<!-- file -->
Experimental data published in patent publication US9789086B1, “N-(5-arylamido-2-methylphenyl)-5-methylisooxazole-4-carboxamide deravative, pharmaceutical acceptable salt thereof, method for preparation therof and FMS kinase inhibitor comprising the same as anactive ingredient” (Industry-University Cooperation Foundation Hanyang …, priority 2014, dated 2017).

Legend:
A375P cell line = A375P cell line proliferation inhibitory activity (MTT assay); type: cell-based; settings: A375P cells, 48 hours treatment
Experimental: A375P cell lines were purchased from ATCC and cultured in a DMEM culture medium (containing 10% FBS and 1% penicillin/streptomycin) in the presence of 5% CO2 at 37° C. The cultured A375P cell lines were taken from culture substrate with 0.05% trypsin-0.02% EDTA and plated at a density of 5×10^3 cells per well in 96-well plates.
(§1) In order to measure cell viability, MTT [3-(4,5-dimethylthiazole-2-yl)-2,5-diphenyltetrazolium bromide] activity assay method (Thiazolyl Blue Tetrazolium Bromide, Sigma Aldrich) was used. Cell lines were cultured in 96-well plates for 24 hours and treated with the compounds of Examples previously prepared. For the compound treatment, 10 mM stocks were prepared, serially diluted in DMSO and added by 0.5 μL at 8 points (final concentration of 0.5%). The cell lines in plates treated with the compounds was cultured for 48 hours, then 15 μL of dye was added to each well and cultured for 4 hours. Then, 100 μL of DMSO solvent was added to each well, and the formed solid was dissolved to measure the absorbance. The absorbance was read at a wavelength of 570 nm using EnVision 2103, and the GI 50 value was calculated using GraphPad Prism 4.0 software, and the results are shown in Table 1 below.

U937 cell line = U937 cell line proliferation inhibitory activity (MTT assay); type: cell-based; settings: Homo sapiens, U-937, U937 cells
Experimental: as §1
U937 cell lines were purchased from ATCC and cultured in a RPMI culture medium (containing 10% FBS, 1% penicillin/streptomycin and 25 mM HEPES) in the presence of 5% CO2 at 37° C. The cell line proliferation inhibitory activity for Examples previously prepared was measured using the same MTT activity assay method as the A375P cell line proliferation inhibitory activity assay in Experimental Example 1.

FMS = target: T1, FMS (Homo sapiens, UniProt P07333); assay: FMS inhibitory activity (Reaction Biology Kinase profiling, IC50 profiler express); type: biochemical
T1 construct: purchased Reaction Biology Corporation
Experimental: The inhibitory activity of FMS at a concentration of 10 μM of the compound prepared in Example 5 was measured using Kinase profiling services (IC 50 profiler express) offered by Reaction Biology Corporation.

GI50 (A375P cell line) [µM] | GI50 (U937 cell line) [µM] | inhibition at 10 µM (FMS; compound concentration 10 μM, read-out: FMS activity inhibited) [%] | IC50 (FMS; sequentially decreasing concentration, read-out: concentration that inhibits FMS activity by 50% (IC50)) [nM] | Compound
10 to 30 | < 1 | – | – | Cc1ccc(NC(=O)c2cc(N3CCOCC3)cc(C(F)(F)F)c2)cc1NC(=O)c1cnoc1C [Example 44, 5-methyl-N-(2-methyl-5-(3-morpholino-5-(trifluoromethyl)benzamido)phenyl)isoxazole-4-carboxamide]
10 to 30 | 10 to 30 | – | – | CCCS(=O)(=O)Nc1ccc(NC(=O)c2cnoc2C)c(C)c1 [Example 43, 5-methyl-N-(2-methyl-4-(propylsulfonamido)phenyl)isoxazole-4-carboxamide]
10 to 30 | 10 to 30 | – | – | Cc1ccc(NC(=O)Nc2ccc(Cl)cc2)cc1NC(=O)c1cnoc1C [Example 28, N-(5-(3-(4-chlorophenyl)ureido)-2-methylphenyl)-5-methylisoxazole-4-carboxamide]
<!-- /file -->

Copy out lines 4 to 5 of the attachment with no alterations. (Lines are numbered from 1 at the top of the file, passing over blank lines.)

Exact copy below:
Experimental: A375P cell lines were purchased from ATCC and cultured in a DMEM culture medium (containing 10% FBS and 1% penicillin/streptomycin) in the presence of 5% CO2 at 37° C. The cultured A375P cell lines were taken from culture substrate with 0.05% trypsin-0.02% EDTA and plated at a density of 5×10^3 cells per well in 96-well plates.
(§1) In order to measure cell viability, MTT [3-(4,5-dimethylthiazole-2-yl)-2,5-diphenyltetrazolium bromide] activity assay method (Thiazolyl Blue Tetrazolium Bromide, Sigma Aldrich) was used. Cell lines were cultured in 96-well plates for 24 hours and treated with the compounds of Examples previously prepared. For the compound treatment, 10 mM stocks were prepared, serially diluted in DMSO and added by 0.5 μL at 8 points (final concentration of 0.5%). The cell lines in plates treated with the compounds was cultured for 48 hours, then 15 μL of dye was added to each well and cultured for 4 hours. Then, 100 μL of DMSO solvent was added to each well, and the formed solid was dissolved to measure the absorbance. The absorbance was read at a wavelength of 570 nm using EnVision 2103, and the GI 50 value was calculated using GraphPad Prism 4.0 software, and the results are shown in Table 1 below.